New form of Greek tragedy

A supporter of the No vote waves a Greek flag in front of the parliament after the results of the referendum at Syntagma square in Athens, Sunday, July 5, 2015. (AP Photo/Emilio Morenatti)

The ancient Greeks invented the tragedy as an art form. The modern Greeks are acting it out in their politics. Sunday’s “No” vote moves the developing drama into a new phase.

Aristotle tells us the purpose of tragedy is to intensely arouse in viewers the conflicting emotions of pity and fear, and provide a catharsis through an emotional resolution. Well, there is plenty to pity in the Greek situation.

Since its European creditors and the International Monetary Fund first demanded austerity in exchange for loans, the Greek economy has fallen by 25 percent and youth unemployment hovers around 50 percent.

There is also plenty to fear. Not just another shock to the world economy if Greece fails to find its footing. Nor just a huge shock to NATO if Greece turns to Russia. The fear should be shared by every heavily indebted country, beginning with the United States. When creditors call the shots, there is bound to be pain and suffering.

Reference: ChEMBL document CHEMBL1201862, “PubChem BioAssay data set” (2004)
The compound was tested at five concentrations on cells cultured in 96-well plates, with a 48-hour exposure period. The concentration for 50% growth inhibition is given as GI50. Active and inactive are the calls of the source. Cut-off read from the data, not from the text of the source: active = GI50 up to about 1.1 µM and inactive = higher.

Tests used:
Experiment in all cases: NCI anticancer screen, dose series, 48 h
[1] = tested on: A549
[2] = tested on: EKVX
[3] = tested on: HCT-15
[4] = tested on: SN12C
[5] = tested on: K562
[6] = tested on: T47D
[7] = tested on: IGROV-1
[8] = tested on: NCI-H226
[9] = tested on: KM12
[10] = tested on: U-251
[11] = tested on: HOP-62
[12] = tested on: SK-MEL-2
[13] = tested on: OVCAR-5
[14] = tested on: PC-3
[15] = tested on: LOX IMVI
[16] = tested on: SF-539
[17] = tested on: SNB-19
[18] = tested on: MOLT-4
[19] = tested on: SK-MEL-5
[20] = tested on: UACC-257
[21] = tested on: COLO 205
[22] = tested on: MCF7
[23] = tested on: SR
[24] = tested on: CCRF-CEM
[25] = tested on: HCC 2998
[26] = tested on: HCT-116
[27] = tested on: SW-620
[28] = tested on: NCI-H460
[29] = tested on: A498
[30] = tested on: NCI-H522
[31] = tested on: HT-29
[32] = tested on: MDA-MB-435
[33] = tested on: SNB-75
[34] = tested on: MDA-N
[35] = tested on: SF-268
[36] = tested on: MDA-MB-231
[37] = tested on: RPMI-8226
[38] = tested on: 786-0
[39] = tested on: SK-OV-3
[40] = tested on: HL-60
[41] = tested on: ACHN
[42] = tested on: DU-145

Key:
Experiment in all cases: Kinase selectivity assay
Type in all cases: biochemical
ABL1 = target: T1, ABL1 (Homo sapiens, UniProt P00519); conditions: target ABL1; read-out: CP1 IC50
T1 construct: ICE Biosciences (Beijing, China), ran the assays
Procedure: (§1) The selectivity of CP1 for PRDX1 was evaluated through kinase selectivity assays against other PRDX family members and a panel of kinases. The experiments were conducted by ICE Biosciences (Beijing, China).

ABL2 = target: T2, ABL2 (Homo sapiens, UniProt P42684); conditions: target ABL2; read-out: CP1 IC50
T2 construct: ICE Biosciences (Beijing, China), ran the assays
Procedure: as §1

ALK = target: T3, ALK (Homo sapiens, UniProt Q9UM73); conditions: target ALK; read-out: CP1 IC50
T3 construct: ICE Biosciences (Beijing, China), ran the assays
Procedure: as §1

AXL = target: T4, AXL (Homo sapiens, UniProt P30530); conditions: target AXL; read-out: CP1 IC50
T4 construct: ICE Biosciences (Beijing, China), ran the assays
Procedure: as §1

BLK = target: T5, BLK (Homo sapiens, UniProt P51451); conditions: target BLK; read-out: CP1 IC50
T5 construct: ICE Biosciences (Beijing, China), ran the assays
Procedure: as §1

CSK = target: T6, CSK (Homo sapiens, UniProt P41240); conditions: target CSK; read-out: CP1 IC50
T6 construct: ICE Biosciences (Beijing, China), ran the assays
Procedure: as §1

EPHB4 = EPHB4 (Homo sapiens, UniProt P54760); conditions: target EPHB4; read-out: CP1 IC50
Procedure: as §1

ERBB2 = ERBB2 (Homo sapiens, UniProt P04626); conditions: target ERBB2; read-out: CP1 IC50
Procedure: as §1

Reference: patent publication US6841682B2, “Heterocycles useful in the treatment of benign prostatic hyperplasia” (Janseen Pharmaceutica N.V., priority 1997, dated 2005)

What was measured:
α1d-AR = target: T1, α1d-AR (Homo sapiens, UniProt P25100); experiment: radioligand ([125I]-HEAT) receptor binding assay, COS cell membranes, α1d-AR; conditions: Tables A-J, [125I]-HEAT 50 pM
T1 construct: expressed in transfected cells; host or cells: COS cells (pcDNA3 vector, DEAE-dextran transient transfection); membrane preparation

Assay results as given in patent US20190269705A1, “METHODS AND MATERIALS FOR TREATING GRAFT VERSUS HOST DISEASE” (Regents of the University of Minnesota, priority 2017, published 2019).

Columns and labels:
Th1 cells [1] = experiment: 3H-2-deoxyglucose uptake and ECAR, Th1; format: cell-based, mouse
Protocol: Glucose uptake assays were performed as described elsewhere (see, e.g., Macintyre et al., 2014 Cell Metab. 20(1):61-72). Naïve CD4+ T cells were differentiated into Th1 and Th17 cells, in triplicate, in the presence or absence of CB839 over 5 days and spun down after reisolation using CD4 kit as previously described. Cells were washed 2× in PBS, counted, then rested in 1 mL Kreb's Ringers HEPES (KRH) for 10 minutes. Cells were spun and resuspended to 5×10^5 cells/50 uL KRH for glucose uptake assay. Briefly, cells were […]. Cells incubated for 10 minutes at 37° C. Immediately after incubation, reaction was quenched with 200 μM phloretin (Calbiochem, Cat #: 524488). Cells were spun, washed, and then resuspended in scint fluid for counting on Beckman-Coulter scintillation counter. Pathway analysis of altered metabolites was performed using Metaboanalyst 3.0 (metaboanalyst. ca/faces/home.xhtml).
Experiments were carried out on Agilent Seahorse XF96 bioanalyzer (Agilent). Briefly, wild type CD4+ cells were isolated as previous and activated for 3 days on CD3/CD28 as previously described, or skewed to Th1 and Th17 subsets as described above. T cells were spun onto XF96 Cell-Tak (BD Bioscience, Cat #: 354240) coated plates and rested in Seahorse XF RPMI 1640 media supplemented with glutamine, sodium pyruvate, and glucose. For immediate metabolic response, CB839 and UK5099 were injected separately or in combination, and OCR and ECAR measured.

It is too soon in the developing drama for catharsis, unless one counts the cleaning out of Greek bank accounts as money flees to safer havens. Greek banks will remain closed in the early part of this week.

But the character flaws that drive Greek tragedy are already well established on both sides of the action in the hubris with which Greek Premier Alex Tsipras and his government have rejected the inevitable concessions they will have to make to get debt relief, and the equal rigidity displayed on the European side, particularly by the German government. Real values are in conflict: spending other people’s money versus forcing people into poverty.

Monday’s “No” vote, although largely symbolic, shows Europe that Mr. Tsipras is strongly backed in his demands. But the Northern European politicians who keep saying “No” to Greece also have strong popular backing.

In classic Greek tragedy, heroes take actions that have the opposite of the intended effect and bring on a catastrophe. Only then, when it is too late, do they recognize what has happened.

Barring an unforeseen solution, Greece and Europe face major economic damage and no real resolution to the underlying problem. That foreshadows an even greater tragedy.